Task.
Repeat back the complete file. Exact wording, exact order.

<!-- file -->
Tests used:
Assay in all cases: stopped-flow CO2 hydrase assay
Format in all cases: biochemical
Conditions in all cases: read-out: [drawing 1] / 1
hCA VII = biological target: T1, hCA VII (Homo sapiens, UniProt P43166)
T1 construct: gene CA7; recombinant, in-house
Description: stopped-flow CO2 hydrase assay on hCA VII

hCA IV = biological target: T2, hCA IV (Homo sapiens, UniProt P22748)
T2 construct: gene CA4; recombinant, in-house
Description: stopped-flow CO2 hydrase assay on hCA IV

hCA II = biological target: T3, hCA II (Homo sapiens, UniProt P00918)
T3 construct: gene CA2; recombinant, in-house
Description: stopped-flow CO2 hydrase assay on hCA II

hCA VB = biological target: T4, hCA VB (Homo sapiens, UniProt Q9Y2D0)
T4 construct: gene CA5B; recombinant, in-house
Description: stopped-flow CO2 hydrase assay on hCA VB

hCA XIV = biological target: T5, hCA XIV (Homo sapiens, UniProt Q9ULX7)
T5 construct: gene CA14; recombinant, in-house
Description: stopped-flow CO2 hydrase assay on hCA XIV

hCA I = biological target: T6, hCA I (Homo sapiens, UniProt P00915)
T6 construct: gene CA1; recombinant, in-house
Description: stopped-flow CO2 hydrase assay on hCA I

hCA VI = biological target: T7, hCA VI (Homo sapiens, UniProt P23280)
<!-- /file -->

Tests used:
Assay in all cases: stopped-flow CO2 hydrase assay
Format in all cases: biochemical
Conditions in all cases: read-out: [drawing 1] / 1
hCA VII = biological target: T1, hCA VII (Homo sapiens, UniProt P43166)
T1 construct: gene CA7; recombinant, in-house
Description: stopped-flow CO2 hydrase assay on hCA VII

hCA IV = biological target: T2, hCA IV (Homo sapiens, UniProt P22748)
T2 construct: gene CA4; recombinant, in-house
Description: stopped-flow CO2 hydrase assay on hCA IV

hCA II = biological target: T3, hCA II (Homo sapiens, UniProt P00918)
T3 construct: gene CA2; recombinant, in-house
Description: stopped-flow CO2 hydrase assay on hCA II

hCA VB = biological target: T4, hCA VB (Homo sapiens, UniProt Q9Y2D0)
T4 construct: gene CA5B; recombinant, in-house
Description: stopped-flow CO2 hydrase assay on hCA VB

hCA XIV = biological target: T5, hCA XIV (Homo sapiens, UniProt Q9ULX7)
T5 construct: gene CA14; recombinant, in-house
Description: stopped-flow CO2 hydrase assay on hCA XIV

hCA I = biological target: T6, hCA I (Homo sapiens, UniProt P00915)
T6 construct: gene CA1; recombinant, in-house
Description: stopped-flow CO2 hydrase assay on hCA I

hCA VI = biological target: T7, hCA VI (Homo sapiens, UniProt P23280)